An uncommon blend of military analysis and sociological history.




A scholarly analysis of the Mexican Revolution that focuses on how innovations in military economy and tactics resulted in social change.

In this second installment in a trilogy, Janssens shifts away from an examination of the defense establishment during the Mexican Revolution and tackles the consequences of the Federal Army’s thorough destruction. In response to the challenge posed by the swelling ranks of the Constitutionalists, the Federal Army staged a massive mobilization of its own, but it was ill-suited to the task. It was wedded to an 18th-century European model of an army run by an officer corps of ersatz nobility, so its large-scale recruitment degraded the overall quality of its troops and undercut its claim to superiority. By contrast, the Constitutionalists effectively built a considerable citizen army, and they had to devise an economic strategy to sustain it through the war. In short, they had to create a sophisticated fiscal policy—replete with taxations schemes, business interests, and even currency—that allowed them to compete with an army backed by a sovereign nation. Janssens is keenly interested in the social impact of the Federal Army’s demise; not only did it undermine the mystique of professional military service and replace it with a more egalitarian model, he says, but it also produced a new brand of soldier that was more entrepreneurial than aristocratic. As in the first volume, the author ably repudiates Marxist historiography that overemphasizes the American influence on the war, which he says was largely operational and tactical rather than material. Also, Janssens’ investigative research is again breathtakingly scrupulous and his defiance of prevailing opinion remains impressive. This is an academic monograph for specialists, as the arguments are far too minutely detailed and dense to be accessible to laypeople. That said, the author spectacularly succeeds in connecting the conclusion of the war to the end of a certain species of militarism. Moreover, he continues to back up his plausible claim that the Mexican Revolutionary War had wide-ranging social and economic ramifications. As a result, this bracingly original and authoritative volume is sure to become a fixture of scholarly debate.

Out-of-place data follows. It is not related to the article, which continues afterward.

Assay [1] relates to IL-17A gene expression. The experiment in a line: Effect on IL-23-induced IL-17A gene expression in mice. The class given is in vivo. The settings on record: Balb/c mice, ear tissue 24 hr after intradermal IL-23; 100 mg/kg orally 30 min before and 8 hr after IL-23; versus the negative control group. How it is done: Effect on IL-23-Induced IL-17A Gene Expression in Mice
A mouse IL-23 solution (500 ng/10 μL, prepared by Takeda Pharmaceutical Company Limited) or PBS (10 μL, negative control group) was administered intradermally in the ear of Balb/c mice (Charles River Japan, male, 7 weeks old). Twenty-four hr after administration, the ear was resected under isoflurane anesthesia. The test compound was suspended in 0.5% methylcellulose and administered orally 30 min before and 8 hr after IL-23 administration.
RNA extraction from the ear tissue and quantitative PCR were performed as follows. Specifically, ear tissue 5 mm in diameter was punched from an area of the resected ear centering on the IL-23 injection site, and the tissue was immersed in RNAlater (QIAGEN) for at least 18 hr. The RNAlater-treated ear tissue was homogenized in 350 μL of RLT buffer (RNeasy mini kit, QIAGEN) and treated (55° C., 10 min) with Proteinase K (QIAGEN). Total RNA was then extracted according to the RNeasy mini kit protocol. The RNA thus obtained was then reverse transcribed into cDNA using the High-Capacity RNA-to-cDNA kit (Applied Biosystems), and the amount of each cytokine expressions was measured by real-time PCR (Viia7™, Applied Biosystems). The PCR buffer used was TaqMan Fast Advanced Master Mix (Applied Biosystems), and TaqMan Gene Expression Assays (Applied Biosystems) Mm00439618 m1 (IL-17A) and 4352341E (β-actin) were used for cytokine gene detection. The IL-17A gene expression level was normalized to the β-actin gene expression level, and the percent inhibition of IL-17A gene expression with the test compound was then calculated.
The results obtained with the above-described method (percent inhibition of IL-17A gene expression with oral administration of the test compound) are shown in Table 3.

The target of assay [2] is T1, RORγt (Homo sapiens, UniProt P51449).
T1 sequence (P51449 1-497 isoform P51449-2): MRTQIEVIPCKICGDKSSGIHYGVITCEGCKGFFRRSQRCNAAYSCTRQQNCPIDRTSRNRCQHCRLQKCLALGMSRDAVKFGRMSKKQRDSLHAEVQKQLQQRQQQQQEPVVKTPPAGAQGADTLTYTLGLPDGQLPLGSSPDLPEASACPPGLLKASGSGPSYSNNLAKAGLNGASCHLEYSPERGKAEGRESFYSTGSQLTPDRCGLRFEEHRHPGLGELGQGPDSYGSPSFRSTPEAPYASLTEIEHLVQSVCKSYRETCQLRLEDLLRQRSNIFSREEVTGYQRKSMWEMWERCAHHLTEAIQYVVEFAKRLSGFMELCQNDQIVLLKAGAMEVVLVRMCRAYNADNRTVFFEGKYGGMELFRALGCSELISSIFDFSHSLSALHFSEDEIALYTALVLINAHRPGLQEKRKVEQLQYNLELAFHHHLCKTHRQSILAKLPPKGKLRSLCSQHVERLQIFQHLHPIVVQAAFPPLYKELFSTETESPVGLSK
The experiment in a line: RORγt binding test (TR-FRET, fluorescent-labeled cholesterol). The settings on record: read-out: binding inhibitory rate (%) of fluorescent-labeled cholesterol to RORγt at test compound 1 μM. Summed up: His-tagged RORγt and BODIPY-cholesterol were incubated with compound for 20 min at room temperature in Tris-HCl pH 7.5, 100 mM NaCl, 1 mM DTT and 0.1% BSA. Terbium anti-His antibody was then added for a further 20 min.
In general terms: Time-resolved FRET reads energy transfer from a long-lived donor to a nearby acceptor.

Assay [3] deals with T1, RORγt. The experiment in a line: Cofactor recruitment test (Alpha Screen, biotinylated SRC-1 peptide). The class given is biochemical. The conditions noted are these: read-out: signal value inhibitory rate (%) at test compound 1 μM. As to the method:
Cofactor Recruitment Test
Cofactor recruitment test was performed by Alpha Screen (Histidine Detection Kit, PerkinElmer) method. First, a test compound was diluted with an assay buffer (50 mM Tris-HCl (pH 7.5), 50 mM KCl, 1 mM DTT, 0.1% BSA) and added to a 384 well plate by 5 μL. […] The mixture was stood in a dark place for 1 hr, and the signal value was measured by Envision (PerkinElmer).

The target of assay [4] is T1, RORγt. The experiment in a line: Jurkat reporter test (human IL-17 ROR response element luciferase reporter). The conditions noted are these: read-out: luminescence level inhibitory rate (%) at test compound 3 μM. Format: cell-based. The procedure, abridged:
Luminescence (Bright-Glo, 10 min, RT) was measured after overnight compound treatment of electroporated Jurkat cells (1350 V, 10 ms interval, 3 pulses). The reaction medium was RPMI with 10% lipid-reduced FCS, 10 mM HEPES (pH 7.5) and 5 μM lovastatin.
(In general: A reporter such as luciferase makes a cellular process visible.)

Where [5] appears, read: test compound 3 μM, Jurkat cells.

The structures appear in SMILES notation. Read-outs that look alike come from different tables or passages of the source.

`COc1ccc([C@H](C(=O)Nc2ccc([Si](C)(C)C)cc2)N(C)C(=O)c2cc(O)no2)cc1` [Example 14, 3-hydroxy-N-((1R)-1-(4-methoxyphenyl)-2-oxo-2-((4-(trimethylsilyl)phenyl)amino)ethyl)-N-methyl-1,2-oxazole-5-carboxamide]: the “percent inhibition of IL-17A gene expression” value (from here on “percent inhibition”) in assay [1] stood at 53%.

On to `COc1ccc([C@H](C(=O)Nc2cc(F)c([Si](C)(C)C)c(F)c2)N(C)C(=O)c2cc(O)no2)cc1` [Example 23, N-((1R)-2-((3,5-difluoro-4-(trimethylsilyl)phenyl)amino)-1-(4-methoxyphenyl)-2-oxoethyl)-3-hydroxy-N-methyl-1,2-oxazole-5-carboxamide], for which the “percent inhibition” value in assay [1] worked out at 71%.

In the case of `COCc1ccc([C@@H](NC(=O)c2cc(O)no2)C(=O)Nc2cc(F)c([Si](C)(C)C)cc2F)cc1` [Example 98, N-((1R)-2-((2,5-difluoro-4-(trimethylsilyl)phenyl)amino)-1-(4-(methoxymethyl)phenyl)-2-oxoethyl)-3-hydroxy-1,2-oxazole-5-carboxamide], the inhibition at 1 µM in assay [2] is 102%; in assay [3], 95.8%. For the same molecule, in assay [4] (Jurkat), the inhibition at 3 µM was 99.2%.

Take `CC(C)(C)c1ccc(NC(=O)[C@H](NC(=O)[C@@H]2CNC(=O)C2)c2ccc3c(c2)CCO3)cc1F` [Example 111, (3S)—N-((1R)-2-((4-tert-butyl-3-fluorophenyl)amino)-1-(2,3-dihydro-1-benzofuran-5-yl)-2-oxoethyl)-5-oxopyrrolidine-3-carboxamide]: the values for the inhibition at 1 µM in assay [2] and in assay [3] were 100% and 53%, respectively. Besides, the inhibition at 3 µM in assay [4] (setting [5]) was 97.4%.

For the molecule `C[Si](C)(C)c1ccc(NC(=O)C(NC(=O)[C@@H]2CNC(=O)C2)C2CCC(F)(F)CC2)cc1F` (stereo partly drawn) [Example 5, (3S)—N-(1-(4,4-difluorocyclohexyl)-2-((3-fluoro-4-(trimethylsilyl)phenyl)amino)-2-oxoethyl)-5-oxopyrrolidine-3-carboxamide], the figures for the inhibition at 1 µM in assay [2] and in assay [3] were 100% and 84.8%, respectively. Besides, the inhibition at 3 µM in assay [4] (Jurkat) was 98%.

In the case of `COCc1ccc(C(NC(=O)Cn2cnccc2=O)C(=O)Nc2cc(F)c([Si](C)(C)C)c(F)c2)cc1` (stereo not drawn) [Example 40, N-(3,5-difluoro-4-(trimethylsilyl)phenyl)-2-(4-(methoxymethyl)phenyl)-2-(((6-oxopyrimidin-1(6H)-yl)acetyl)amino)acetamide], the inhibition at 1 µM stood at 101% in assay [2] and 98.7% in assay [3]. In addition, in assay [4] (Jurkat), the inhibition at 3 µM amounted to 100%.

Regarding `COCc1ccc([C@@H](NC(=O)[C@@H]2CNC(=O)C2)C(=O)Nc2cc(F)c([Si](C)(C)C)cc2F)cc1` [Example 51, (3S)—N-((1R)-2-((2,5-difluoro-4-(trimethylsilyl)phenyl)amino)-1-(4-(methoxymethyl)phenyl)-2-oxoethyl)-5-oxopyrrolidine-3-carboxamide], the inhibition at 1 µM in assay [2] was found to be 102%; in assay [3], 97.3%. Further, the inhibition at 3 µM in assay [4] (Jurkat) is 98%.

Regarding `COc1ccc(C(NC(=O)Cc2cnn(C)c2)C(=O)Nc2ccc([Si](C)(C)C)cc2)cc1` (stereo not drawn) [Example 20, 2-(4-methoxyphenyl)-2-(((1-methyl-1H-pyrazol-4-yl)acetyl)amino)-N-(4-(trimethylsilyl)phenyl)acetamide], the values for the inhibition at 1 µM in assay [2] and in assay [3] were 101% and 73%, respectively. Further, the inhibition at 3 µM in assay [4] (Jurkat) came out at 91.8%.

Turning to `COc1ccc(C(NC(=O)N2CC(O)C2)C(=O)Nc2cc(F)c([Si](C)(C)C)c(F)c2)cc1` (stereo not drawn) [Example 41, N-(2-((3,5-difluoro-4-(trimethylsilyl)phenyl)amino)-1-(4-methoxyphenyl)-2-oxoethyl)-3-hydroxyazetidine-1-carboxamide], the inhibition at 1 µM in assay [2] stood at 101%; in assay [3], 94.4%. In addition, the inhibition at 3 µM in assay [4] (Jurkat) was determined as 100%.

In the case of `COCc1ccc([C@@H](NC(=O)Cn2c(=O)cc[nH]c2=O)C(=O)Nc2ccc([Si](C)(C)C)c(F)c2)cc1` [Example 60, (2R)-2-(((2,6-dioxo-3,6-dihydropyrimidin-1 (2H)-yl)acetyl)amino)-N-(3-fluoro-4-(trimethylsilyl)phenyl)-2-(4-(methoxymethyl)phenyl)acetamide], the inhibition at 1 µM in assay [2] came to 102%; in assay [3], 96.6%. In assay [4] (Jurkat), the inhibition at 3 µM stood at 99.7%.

An uncommon blend of military analysis and sociological history.

Pub Date: Dec. 2, 2016

ISBN: 978-0-9964789-1-5

Page Count: 536

Publisher: Revolution Publishing

Review Posted Online: Feb. 2, 2017

Kirkus Reviews Issue: March 1, 2017